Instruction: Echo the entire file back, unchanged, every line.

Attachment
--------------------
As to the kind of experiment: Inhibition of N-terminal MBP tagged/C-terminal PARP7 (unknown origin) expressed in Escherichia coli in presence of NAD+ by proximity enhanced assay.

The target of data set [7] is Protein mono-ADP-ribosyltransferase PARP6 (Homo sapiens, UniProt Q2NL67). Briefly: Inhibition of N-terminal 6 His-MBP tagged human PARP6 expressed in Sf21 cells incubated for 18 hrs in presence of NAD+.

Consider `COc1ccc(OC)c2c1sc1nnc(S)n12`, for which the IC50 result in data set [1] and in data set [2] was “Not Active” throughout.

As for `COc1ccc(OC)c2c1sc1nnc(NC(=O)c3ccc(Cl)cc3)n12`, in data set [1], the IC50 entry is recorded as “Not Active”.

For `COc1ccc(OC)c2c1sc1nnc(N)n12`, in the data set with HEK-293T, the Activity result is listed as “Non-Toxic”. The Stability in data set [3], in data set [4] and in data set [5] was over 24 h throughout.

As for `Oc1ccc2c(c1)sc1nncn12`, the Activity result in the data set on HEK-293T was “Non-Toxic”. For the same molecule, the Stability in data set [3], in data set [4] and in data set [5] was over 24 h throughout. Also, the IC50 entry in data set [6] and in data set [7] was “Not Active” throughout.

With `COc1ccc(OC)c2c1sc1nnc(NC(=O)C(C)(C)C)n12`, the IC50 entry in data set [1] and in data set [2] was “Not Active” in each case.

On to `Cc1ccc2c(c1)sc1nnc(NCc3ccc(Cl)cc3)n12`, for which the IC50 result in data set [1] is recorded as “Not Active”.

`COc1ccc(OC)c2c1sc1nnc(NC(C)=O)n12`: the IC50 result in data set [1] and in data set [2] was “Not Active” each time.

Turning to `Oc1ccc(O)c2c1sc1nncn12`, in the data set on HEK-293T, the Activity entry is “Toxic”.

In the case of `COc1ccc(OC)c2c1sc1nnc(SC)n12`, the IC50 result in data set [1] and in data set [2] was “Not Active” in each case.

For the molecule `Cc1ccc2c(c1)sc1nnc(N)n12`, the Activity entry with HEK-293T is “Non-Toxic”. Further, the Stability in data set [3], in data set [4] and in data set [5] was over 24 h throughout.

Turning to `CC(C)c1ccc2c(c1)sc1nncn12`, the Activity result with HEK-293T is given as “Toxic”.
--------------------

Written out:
As to the kind of experiment: Inhibition of N-terminal MBP tagged/C-terminal PARP7 (unknown origin) expressed in Escherichia coli in presence of NAD+ by proximity enhanced assay.

The target of data set [7] is Protein mono-ADP-ribosyltransferase PARP6 (Homo sapiens, UniProt Q2NL67). Briefly: Inhibition of N-terminal 6 His-MBP tagged human PARP6 expressed in Sf21 cells incubated for 18 hrs in presence of NAD+.

Consider `COc1ccc(OC)c2c1sc1nnc(S)n12`, for which the IC50 result in data set [1] and in data set [2] was “Not Active” throughout.

As for `COc1ccc(OC)c2c1sc1nnc(NC(=O)c3ccc(Cl)cc3)n12`, in data set [1], the IC50 entry is recorded as “Not Active”.

For `COc1ccc(OC)c2c1sc1nnc(N)n12`, in the data set with HEK-293T, the Activity result is listed as “Non-Toxic”. The Stability in data set [3], in data set [4] and in data set [5] was over 24 h throughout.

As for `Oc1ccc2c(c1)sc1nncn12`, the Activity result in the data set on HEK-293T was “Non-Toxic”. For the same molecule, the Stability in data set [3], in data set [4] and in data set [5] was over 24 h throughout. Also, the IC50 entry in data set [6] and in data set [7] was “Not Active” throughout.

With `COc1ccc(OC)c2c1sc1nnc(NC(=O)C(C)(C)C)n12`, the IC50 entry in data set [1] and in data set [2] was “Not Active” in each case.

On to `Cc1ccc2c(c1)sc1nnc(NCc3ccc(Cl)cc3)n12`, for which the IC50 result in data set [1] is recorded as “Not Active”.

`COc1ccc(OC)c2c1sc1nnc(NC(C)=O)n12`: the IC50 result in data set [1] and in data set [2] was “Not Active” each time.

Turning to `Oc1ccc(O)c2c1sc1nncn12`, in the data set on HEK-293T, the Activity entry is “Toxic”.

In the case of `COc1ccc(OC)c2c1sc1nnc(SC)n12`, the IC50 result in data set [1] and in data set [2] was “Not Active” in each case.

For the molecule `Cc1ccc2c(c1)sc1nnc(N)n12`, the Activity entry with HEK-293T is “Non-Toxic”. Further, the Stability in data set [3], in data set [4] and in data set [5] was over 24 h throughout.

Turning to `CC(C)c1ccc2c(c1)sc1nncn12`, the Activity result with HEK-293T is given as “Toxic”.